The Car-Sharing Alternative

Mj 618_348_grab a car and go

Car2go just feels like the future. Swipe an RFID card in front of the flashing display on the giant windshield of this tiny two-seater – with it’s smiling grill and steel roll cage – and, after a minute delay, the car beeps, the doors unlock, and it’s yours.

In Austin, San Diego, Washington, D.C, Miami, and now Portland, Oregon, there’s a breakthrough car-sharing system taking over the city. Car2go is more an alternative public transportation option than it is a car rental system. For one, it works closely in conjunction with its host city, negotiating parking spaces and use zones. There’s also no central garage or office, with the cars tracked by GPS and the whereabouts of available cars published through an iPhone app or the website. When you’re finished driving a vehicle, park (anywhere in the city), swipe your card, and walk away – this vehicle is no longer your problem. “This is the next generation of car sharing,” boasts Nicholas Cole, president and CEO of car2go. “Cities are faced with traffic congestion, emissions concerns, and rising costs in public transit,” he says, and this car-sharing program “complements existing public transit.” For those times when the bus or train is down or you’re taking a circuitous, off-line route – for a few errands or to pick up a friend – it’s complementary role is obvious.

Of course, you will need to sign up for a membership – a license, a credit card, and a one-time $35 fee are all that’s required – and you can use the system in any city in the U.S. once you get your card in the mail. Car usage is on the clock for $0.35 per minute, including insurance, with a maximum of $12.99 per hour or $65.99 per day, with no fueling required (though after you drive 150 miles, you have to pay $0.45 cents per mile, making this mostly an in-town solution). The cars used are all gas-powered Mercedes Smart ForTwos, with the notable exception of the San Diego fleet, which is all-electric. These are the perfect vehicles for such a system: They’re easy to park and find (these little guys do stand out); they’re safe, packing a whopping eight airbags; and they were more than capable of hauling on the intercity byways like Route 30 in Portland on our way to a morning run at Wildwood Trail. The car is small and tracked by GPS, but as we sped toward the largest forested city park in the U.S. from the asphalt heart of downtown, it felt a lot like freedom.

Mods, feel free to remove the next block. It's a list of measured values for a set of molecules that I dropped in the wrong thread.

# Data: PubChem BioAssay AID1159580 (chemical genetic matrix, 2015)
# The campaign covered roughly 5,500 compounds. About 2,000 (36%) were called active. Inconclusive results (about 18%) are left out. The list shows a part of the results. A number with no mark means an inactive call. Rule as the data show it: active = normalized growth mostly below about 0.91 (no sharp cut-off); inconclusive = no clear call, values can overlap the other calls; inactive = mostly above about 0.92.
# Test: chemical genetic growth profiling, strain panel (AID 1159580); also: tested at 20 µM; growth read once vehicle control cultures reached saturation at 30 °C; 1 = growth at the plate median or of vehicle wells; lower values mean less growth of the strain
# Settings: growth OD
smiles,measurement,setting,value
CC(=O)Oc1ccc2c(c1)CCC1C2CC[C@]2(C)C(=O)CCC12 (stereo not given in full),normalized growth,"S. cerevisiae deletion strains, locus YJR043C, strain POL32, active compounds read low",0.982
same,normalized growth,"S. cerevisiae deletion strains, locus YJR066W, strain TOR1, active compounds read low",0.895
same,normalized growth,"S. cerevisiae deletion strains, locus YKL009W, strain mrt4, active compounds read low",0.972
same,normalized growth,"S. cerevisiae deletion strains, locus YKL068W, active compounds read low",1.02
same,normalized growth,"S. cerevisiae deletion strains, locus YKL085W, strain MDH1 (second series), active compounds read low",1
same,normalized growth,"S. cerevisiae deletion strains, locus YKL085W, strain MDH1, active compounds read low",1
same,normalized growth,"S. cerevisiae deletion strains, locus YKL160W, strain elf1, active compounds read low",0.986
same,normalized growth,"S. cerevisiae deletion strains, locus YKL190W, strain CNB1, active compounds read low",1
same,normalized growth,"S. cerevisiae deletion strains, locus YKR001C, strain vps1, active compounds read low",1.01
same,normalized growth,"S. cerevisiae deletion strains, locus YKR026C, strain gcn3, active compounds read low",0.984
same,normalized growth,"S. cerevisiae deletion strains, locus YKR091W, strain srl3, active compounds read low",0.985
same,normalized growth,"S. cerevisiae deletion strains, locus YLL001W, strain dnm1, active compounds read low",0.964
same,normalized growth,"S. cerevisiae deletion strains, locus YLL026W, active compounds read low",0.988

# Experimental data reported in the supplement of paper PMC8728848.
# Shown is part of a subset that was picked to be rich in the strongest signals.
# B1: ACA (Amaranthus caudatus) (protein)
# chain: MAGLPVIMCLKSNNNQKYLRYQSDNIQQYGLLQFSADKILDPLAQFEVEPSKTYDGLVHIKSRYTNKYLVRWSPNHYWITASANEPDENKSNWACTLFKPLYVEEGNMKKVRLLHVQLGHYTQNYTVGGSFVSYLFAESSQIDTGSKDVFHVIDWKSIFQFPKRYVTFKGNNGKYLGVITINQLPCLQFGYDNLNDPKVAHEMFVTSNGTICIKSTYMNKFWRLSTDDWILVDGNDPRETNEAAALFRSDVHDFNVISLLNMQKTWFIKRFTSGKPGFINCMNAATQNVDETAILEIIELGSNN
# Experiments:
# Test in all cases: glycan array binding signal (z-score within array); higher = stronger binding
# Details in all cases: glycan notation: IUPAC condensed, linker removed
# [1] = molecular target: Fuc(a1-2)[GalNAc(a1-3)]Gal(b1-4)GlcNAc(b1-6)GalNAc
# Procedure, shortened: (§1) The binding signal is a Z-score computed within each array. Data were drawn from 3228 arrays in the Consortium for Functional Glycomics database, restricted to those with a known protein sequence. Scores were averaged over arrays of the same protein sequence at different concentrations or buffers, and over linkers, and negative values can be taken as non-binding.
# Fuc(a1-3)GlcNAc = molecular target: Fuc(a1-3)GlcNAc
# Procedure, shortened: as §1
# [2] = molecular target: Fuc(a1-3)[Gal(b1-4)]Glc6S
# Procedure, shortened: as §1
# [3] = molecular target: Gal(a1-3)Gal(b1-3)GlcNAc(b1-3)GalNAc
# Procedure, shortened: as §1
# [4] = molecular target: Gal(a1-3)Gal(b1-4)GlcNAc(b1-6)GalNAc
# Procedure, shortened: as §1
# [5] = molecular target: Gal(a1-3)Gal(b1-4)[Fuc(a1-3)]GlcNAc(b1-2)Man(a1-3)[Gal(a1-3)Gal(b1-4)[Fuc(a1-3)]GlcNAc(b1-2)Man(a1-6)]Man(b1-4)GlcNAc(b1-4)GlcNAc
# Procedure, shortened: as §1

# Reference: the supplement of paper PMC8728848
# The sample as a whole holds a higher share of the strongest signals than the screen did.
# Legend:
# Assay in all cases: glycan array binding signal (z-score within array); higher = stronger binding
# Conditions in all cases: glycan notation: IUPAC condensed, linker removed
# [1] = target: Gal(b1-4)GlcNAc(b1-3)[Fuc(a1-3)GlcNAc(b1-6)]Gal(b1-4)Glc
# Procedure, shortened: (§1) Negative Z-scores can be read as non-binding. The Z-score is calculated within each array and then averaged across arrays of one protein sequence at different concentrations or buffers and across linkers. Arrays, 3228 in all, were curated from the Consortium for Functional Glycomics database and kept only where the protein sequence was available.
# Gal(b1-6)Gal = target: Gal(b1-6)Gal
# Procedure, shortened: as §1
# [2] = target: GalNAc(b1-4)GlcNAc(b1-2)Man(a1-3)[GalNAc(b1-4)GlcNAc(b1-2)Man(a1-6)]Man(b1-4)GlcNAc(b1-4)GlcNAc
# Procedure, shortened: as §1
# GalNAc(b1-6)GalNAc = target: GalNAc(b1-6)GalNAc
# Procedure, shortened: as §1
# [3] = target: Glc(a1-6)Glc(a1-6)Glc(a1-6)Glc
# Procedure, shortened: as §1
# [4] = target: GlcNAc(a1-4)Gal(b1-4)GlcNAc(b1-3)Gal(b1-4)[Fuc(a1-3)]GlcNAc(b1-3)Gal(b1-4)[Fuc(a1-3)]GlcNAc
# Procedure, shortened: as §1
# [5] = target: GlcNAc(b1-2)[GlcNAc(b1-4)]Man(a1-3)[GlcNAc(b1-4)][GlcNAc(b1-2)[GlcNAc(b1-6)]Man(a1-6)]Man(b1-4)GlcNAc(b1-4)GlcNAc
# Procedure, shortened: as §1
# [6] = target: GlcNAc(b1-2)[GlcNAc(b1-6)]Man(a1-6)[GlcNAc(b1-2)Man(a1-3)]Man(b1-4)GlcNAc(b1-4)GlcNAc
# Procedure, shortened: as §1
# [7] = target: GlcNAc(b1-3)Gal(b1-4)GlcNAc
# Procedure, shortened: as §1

More information: Besides its availability in five U.S. cities, car2go also runs systems in Canada (Calgary, Toronto, and Vancouver), Germany (Berlin, Düsseldorf, Hamburg, Cologne, Ulm), the Netherlands (Amsterdam), France (Lyon), Austria (Vienna), and the United Kingdom (Birmingham). Separate memberships are required for each country outside of the U.S. []

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